Tag Archives: Louisiana

Andy and the Ghost

The Story (Over Zoom):
This story is about a little boy named Andy. And Andy was not very cooperative with his mother. He lived alone with his mother, and his mother became ill. She asked Andy to go to the well and get her a cool drink of water. And it was getting night time and Andy says “Nah, I’m scared to go to the well, there’s a ghost that lives in the well”. And his mom says “No, there’s no ghost that lives in the well”. But he wouldn’t go get her a cold drink of water. So that night when they went to bed, he was juuuuust about to sleep, when he heard this sound saying: “AAAAAAANDY I’m on my first step… AAAAAAAAAANDY I’m on my second step… AAAAAAAANDY I’m on your porch… AAAAANDY I’m in your house… AAAAAANDY I’m by your bed… AAAAAANDY I GOT YOU”. *lunges forward as if to grab me*

Context (as given by the informant):
The first time I remember that being played on me was when some of my cousins were visiting and they were three or four years older than what I was, and we were sitting on the front steps of the house where I grew up, and that was one of my early encounters with a ghost story.
It was told as a way to scare younger children.

Analysis:
This story serves two purposes, both as a joke to play on someone unaware, as the ending is a jump scare usually coupled with someone grabbing the listener, but also as a warning. The story tells us that because Andy didn’t listen to his mother and refused to get her water, he was haunted by a ghost. So there’s an element there about respecting one’s elders in addition to the comedic purpose of the tale.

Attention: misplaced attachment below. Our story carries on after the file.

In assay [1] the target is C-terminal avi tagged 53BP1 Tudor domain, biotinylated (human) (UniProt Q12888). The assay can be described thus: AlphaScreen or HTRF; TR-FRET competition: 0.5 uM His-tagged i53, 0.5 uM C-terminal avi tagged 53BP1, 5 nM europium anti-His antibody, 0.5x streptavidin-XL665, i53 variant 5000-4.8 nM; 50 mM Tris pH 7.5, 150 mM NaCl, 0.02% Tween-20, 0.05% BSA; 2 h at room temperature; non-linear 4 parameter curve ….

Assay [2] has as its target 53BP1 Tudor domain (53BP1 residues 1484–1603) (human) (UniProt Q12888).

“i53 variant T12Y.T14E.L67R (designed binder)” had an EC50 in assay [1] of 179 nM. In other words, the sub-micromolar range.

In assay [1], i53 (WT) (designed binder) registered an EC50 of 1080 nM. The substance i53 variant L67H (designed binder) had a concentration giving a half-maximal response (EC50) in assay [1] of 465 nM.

The Ghost of Chloe

The Story (over Zoom):
There’s a plantation called Myrtle’s that was a South Louisiana plantation outside of New Orleans that General Bradford, who was a famous general, owned. He, like many plantation owners, was sexually assaulting a slave in the house and her name was Chloe. So he had a relationship with Chloe. And Chloe got caught eavesdropping on the family. She was outside a room listening in, and to punish her they cut off her ears. Or maybe an ear. And so to get revenge she slowly poisoned the wife and children of the guy by, in the kitchen, poisoning food. And when she was caught doing that, she was killed, she was hung. And so, Myrtle’s plantation is said to still be haunted by her, if you go to the plantation in South Louisiana and go on tours, they’ll tell you about sightings of Chloe… And she had worn a scarf around her head after her ears were cut off, so y’know, you couldn’t see, and people knew the ghost was Chloe because the ghost has that green scarf on her head.

Context (as given by the informant):
When I was in middle school we did a tour of South Louisiana, a history tour where we went to different places, and that was one of the stories that we heard, that people regularly saw her ghost. If you take a tour there today they’ll tell you the story of Chloe.
The story is a way white guilt about the history of slavery gets manifest. It gets manifest in a way that is indirect, and frames Chloe as at fault.